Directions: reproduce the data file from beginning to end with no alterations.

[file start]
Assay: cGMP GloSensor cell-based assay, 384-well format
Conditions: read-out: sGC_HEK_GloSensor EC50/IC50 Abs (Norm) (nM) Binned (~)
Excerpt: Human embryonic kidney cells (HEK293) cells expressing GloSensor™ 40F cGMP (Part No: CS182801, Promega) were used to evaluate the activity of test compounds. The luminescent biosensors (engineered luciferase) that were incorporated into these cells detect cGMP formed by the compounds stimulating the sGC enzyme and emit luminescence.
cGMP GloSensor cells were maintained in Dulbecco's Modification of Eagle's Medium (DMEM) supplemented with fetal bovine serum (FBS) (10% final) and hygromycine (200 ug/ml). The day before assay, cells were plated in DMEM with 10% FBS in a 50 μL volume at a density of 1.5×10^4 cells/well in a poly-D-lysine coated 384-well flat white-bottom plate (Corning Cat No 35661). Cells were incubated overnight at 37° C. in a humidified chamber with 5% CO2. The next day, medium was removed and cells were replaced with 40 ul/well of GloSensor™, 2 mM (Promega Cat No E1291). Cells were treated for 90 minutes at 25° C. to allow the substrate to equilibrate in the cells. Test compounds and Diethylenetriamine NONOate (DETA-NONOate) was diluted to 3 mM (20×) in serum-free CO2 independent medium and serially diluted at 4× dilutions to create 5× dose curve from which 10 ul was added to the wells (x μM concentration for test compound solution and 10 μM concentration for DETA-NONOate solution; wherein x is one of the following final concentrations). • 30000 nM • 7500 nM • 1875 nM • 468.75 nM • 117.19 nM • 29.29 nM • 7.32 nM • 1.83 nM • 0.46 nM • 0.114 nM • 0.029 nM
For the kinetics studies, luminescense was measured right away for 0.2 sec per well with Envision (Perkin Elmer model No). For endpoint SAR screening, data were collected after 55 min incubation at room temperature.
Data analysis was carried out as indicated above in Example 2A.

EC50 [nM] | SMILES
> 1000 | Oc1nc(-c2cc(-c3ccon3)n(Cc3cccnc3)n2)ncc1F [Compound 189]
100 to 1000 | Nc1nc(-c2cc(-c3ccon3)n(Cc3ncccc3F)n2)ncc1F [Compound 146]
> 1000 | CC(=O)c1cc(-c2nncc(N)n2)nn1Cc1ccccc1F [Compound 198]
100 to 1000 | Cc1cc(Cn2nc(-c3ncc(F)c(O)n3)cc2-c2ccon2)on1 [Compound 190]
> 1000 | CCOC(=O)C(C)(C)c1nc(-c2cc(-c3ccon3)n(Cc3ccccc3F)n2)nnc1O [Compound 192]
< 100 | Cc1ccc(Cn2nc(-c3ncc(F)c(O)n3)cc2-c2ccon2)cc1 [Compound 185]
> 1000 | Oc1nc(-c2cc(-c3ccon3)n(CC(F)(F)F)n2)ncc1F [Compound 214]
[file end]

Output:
Assay: cGMP GloSensor cell-based assay, 384-well format
Conditions: read-out: sGC_HEK_GloSensor EC50/IC50 Abs (Norm) (nM) Binned (~)
Excerpt: Human embryonic kidney cells (HEK293) cells expressing GloSensor™ 40F cGMP (Part No: CS182801, Promega) were used to evaluate the activity of test compounds. The luminescent biosensors (engineered luciferase) that were incorporated into these cells detect cGMP formed by the compounds stimulating the sGC enzyme and emit luminescence.
cGMP GloSensor cells were maintained in Dulbecco's Modification of Eagle's Medium (DMEM) supplemented with fetal bovine serum (FBS) (10% final) and hygromycine (200 ug/ml). The day before assay, cells were plated in DMEM with 10% FBS in a 50 μL volume at a density of 1.5×10^4 cells/well in a poly-D-lysine coated 384-well flat white-bottom plate (Corning Cat No 35661). Cells were incubated overnight at 37° C. in a humidified chamber with 5% CO2. The next day, medium was removed and cells were replaced with 40 ul/well of GloSensor™, 2 mM (Promega Cat No E1291). Cells were treated for 90 minutes at 25° C. to allow the substrate to equilibrate in the cells. Test compounds and Diethylenetriamine NONOate (DETA-NONOate) was diluted to 3 mM (20×) in serum-free CO2 independent medium and serially diluted at 4× dilutions to create 5× dose curve from which 10 ul was added to the wells (x μM concentration for test compound solution and 10 μM concentration for DETA-NONOate solution; wherein x is one of the following final concentrations). • 30000 nM • 7500 nM • 1875 nM • 468.75 nM • 117.19 nM • 29.29 nM • 7.32 nM • 1.83 nM • 0.46 nM • 0.114 nM • 0.029 nM
For the kinetics studies, luminescense was measured right away for 0.2 sec per well with Envision (Perkin Elmer model No). For endpoint SAR screening, data were collected after 55 min incubation at room temperature.
Data analysis was carried out as indicated above in Example 2A.

EC50 [nM] | SMILES
> 1000 | Oc1nc(-c2cc(-c3ccon3)n(Cc3cccnc3)n2)ncc1F [Compound 189]
100 to 1000 | Nc1nc(-c2cc(-c3ccon3)n(Cc3ncccc3F)n2)ncc1F [Compound 146]
> 1000 | CC(=O)c1cc(-c2nncc(N)n2)nn1Cc1ccccc1F [Compound 198]
100 to 1000 | Cc1cc(Cn2nc(-c3ncc(F)c(O)n3)cc2-c2ccon2)on1 [Compound 190]
> 1000 | CCOC(=O)C(C)(C)c1nc(-c2cc(-c3ccon3)n(Cc3ccccc3F)n2)nnc1O [Compound 192]
< 100 | Cc1ccc(Cn2nc(-c3ncc(F)c(O)n3)cc2-c2ccon2)cc1 [Compound 185]
> 1000 | Oc1nc(-c2cc(-c3ccon3)n(CC(F)(F)F)n2)ncc1F [Compound 214]